In the year that Apple launched the first iPad (opens in new tab), the old approach of coding one 'desktop' site and one 'mobile' site was becoming increasingly untenable. With more and more devices coming online, web design was crying out for a bold new strategy.
It arrived in the form of an article by Ethan Marcotte (opens in new tab) on A List Apart. It drew inspiration from John Allsopp's article, A Dao of Web Design (opens in new tab), and looked at architectural principles to explain how we could create layouts that adapt seamlessly to different screen environments, yet still retain the best principles of print design.
The rest is history. His essay, entitled Responsive Web Design (opens in new tab), introduced a new approach that was so simple, elegant and effective that it was swiftly adopted by the industry as the standard way to design a site, and remains so today.
Marcotte followed up with a book of the same title (opens in new tab) in 2011. Mashable called 2013 the 'Year of Responsive Web Design'. And today, from Bangkok to Boston, São Paulo to Sydney, whenever someone starts working on a web design, it's more than likely going to be responsive.
So it's fair to say that Marcotte is entitled to feel somewhat pleased with himself. But he's breathtakingly modest about the whole thing. "It still surprises me that responsive design took off the way that it did ," he reflects. "I say this with all sincerity: I met a publishing deadline. I wrote an article. And when I turned it in, I thought that was going to be the end of it. The way it exploded has been terrifying and humbling."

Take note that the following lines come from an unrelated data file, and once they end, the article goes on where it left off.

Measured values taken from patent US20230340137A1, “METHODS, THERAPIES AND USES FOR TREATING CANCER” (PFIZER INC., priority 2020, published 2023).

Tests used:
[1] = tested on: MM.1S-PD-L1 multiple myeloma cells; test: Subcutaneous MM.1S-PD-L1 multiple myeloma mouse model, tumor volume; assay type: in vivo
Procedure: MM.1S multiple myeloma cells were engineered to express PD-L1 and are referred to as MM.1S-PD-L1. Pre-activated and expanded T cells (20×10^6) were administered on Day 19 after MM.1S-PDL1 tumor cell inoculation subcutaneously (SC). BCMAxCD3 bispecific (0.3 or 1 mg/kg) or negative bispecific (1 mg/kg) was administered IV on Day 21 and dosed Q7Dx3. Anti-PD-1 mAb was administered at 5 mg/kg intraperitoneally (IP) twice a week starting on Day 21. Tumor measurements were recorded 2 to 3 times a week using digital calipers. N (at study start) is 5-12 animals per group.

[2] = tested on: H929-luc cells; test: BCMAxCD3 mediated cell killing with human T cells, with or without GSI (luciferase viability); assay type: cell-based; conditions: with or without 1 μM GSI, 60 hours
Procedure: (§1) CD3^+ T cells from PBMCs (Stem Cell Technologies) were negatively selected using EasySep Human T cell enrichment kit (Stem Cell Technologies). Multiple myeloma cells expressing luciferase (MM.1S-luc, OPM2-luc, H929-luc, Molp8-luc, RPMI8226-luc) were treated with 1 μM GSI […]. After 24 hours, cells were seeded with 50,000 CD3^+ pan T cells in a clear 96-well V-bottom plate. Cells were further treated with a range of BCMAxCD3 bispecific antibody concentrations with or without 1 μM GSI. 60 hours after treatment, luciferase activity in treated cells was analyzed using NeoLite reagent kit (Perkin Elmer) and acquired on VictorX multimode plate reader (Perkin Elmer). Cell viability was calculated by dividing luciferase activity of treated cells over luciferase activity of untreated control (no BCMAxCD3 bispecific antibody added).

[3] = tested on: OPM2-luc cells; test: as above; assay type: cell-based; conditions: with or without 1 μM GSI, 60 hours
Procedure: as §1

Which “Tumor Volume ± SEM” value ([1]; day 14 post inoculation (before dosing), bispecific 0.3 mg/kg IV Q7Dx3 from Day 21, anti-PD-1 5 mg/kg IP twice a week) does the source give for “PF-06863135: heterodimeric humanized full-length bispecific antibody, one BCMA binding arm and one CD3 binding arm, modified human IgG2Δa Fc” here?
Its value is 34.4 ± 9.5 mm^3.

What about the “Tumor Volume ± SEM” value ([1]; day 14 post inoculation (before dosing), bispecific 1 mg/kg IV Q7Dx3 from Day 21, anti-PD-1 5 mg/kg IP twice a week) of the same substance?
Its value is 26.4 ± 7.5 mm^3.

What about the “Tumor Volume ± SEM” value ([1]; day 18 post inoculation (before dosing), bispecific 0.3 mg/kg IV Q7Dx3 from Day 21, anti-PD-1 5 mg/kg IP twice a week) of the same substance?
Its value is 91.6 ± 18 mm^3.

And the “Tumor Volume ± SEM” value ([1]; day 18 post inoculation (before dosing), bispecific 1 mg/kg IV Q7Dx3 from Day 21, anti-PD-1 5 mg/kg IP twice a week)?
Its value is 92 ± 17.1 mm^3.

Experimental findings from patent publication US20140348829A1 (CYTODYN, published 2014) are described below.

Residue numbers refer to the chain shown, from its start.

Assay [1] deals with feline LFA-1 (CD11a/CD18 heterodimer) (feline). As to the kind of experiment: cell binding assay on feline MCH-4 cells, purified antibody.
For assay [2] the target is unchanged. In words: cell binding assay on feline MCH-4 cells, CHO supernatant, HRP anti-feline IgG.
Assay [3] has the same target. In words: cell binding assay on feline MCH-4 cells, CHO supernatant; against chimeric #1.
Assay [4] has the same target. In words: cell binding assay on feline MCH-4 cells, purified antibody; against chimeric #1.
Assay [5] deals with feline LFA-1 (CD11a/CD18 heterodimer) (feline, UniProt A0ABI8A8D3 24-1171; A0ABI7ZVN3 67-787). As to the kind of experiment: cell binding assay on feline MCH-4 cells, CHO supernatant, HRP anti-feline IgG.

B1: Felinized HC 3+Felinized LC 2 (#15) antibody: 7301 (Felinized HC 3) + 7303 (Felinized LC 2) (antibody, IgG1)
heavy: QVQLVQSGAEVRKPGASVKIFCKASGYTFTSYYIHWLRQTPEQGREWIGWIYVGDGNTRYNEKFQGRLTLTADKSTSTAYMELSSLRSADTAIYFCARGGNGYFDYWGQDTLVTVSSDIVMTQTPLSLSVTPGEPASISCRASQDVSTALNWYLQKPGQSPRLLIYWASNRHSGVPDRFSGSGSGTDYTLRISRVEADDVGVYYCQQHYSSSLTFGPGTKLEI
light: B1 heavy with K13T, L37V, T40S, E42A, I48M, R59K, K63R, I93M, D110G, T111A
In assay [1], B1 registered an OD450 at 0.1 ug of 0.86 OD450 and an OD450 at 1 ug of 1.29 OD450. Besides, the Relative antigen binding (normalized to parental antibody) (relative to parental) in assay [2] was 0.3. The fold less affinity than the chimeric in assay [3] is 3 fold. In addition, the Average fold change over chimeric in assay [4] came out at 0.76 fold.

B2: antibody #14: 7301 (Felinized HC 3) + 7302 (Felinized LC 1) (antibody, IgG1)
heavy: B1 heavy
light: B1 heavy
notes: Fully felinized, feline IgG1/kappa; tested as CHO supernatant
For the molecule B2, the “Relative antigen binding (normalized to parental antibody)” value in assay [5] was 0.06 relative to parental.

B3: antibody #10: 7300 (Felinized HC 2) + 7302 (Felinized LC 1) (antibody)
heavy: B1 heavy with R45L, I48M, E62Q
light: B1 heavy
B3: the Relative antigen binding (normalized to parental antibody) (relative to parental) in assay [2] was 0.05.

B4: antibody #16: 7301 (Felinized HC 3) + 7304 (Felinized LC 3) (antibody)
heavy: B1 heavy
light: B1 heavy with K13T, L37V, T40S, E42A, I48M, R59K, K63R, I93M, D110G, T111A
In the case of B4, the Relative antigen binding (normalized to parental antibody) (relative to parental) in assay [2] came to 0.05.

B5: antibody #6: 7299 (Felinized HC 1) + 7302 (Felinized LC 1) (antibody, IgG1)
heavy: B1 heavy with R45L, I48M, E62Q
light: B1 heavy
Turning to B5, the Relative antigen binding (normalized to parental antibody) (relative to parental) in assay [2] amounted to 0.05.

He adds that, while he may have been the first one to put all the pieces together, responsive design was in some ways inevitable. "The way that the core idea resonated with people so much suggests that if I hadn't come up with it, someone else would have. Because our way of designing, it just wasn't sustainable."
Still figuring it out
While Marcotte continues today to curate the @rwd (opens in new tab) Twitter account, on which he shares links to useful articles and interesting redesigns, he certainly doesn't feel as though he 'owns' responsive design, or should be considered an arbiter of it.